79 Four Conditions of Monopolistic Competition In monopolistic competition, many companies compete in an open market to sell products which are similar, but not identical. 1. Many Firms As a rule, monopolistically competitive markets are not marked by economies of scale or high start-up costs, allowing more firms. 2. Few Artificial Barriers to Entry Firms in a monopolistically competitive market do not face high barriers to entry. 3. Slight Control over Price Firms in a monopolistically competitive market have some freedom to raise prices because each firm's goods are a little different from everyone else's. 4. Differentiated Products Firms have some control over their selling price because they can differentiate, or distinguish, their goods from other products in the market.
80 Nonprice Competition Nonprice competition is a way to attract customers through style, service, or location, but not a lower price. 1. Characteristics of Goods The simplest way for a firm to distinguish its products is to offer a new size, color, shape, texture, or taste. 2. Location of Sale A convenience store in the middle of the desert differentiates its product simply by selling it hundreds of miles away from the nearest competitor. 3. Service Level Some sellers can charge higher prices because they offer customers a higher level of service. 4. Advertising Image Firms also use advertising to create apparent differences between their own offerings and other products in the marketplace.
81 Prices, Profits, and Output Prices Prices will be higher than they would be in perfect competition, because firms have a small amount of power to raise prices. Profits While monopolistically competitive firms can earn profits in the short run, they have to work hard to keep their product distinct enough to stay ahead of their rivals. Costs and Variety Monopolistically competitive firms cannot produce at the lowest average price due to the number of firms in the market. They do, however, offer a wide array of goods and services to consumers.
82 Oligopoly Oligopoly describes a market dominated by a few large, profitable firms. Collusion Collusion is an agreement among members of an oligopoly to set prices and production levels. Price- fixing is an agreement among firms to sell at the same or similar prices. Cartels A cartel is an association by producers established to coordinate prices and production.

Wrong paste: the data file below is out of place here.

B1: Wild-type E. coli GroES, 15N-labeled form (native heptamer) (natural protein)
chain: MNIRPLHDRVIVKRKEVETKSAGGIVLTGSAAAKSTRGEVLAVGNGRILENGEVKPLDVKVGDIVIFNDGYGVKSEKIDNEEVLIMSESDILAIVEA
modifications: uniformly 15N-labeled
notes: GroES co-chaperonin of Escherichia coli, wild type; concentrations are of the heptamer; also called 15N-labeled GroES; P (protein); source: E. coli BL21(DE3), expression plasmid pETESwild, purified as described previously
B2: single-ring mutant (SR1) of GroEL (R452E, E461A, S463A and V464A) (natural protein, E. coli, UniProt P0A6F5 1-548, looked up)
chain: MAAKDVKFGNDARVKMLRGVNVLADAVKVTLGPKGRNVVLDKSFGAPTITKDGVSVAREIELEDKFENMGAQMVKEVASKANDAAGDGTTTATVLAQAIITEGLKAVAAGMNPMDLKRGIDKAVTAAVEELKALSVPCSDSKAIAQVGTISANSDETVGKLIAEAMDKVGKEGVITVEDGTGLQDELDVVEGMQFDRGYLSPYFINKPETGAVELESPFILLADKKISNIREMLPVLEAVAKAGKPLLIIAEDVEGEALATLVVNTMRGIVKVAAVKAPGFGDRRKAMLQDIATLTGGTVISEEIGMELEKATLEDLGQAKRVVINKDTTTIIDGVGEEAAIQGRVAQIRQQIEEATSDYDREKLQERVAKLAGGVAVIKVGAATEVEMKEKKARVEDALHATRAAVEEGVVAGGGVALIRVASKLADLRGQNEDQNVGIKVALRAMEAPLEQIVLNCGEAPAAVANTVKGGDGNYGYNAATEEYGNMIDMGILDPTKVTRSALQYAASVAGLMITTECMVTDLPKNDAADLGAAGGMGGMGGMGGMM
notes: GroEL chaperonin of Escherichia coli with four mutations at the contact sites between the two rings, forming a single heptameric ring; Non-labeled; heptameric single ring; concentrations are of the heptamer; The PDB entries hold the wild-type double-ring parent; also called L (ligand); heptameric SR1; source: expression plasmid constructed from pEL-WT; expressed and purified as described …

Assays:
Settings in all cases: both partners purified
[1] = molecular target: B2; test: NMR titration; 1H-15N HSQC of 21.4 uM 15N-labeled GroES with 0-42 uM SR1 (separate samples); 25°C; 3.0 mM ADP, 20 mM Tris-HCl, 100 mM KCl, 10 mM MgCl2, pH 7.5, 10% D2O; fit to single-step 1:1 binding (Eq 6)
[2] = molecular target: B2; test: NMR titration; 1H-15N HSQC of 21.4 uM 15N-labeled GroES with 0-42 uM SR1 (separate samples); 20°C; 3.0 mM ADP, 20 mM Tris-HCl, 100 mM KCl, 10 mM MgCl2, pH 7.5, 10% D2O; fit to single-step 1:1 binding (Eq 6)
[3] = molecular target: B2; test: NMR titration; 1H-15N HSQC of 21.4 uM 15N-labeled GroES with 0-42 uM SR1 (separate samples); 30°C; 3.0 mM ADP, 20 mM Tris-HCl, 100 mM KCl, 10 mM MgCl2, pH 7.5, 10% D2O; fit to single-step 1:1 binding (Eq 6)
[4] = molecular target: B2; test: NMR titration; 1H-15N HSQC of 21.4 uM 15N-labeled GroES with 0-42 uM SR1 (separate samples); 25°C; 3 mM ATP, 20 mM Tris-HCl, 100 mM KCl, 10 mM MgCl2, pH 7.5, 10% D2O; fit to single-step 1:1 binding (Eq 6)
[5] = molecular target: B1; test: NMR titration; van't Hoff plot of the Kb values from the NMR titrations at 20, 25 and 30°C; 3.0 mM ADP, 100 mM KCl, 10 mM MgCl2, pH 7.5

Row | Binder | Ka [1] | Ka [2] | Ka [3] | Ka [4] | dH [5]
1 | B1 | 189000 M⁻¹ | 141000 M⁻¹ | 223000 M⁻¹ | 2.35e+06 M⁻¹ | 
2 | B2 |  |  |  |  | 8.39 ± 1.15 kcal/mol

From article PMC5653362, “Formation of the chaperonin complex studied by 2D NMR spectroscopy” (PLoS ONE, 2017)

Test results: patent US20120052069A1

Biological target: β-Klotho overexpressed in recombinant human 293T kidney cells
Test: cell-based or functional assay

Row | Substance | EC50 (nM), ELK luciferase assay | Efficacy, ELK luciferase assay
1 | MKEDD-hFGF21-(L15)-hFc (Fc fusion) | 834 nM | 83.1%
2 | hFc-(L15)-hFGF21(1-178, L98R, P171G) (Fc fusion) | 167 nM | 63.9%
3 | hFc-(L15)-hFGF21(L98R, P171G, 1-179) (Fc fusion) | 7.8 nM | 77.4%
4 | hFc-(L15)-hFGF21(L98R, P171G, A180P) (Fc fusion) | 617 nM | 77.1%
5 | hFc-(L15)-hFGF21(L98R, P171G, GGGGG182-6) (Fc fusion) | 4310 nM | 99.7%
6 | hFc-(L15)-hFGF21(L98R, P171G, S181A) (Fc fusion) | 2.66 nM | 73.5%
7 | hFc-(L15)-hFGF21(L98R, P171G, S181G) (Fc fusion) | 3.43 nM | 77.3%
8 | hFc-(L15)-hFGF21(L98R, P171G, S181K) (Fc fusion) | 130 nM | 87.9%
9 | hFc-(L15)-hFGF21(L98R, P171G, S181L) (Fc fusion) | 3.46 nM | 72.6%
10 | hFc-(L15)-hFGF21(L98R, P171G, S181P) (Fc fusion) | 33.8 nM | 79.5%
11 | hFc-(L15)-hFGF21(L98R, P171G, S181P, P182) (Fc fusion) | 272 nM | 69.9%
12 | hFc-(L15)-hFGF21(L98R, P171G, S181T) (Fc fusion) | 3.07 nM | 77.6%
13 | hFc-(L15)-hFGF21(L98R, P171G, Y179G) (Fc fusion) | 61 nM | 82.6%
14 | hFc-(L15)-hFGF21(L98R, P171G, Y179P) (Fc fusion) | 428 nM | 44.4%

83 Comparison of Market Structures Markets can be grouped into four basic structures: perfect competition, monopolistic competition, oligopoly, and monopoly Comparison of Market Structures Perfect Competition Monopolistic Competition Oligopoly Monopoly Number of firms Many Many Two to four dominate One Variety of goods None Some Some None Control over prices None Little Some Complete Barriers to entry and exit None Low High Complete Examples Wheat, shares of stock Jeans, books Cars, movie studios Public water
84 Regulation and Deregulation How do firms use market power? What market practices does the government regulate or ban to protect competition? What is deregulation?
85 Market Power Market power is the ability of a company to control prices and output. Markets dominated by a few large firms tend to have higher prices and lower output than markets with many sellers. To control prices and output like a monopoly, firms sometimes use predatory pricing. Predatory pricing sets the market price below cost levels for the short term to drive out competitors.
86 Government and Competition Government policies keep firms from controlling the prices and supply of important goods. Antitrust laws are laws that encourage competition in the marketplace. 1. Regulating Business Practices The government has the power to regulate business practices if these practices give too much power to a company that already has few competitors. 2. Breaking Up Monopolies The government has used antitrust legislation to break up existing monopolies, such as the Standard Oil Trust and AT&T. 3. Blocking Mergers A merger is a combination of two or more companies into a single firm. The government can block mergers that would decrease competition. 4. Preserving Incentives In 1997, new guidelines were introduced for proposed mergers, giving companies an opportunity to show that their merging benefits consumers.
87 Deregulation Deregulation is the removal of some government controls over a market. Deregulation is used to promote competition. Many new competitors enter a market that has been deregulated. This is followed by an economically healthy weeding out of some firms from that market, which can be hard on workers in the short term.
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Lesson 1 Market Structures ESSENTIAL QUESTION How do varying market structures impact prices in a market economy? Reading HELPDESK Academic Vocabulary theoretical existing only in theory; not practical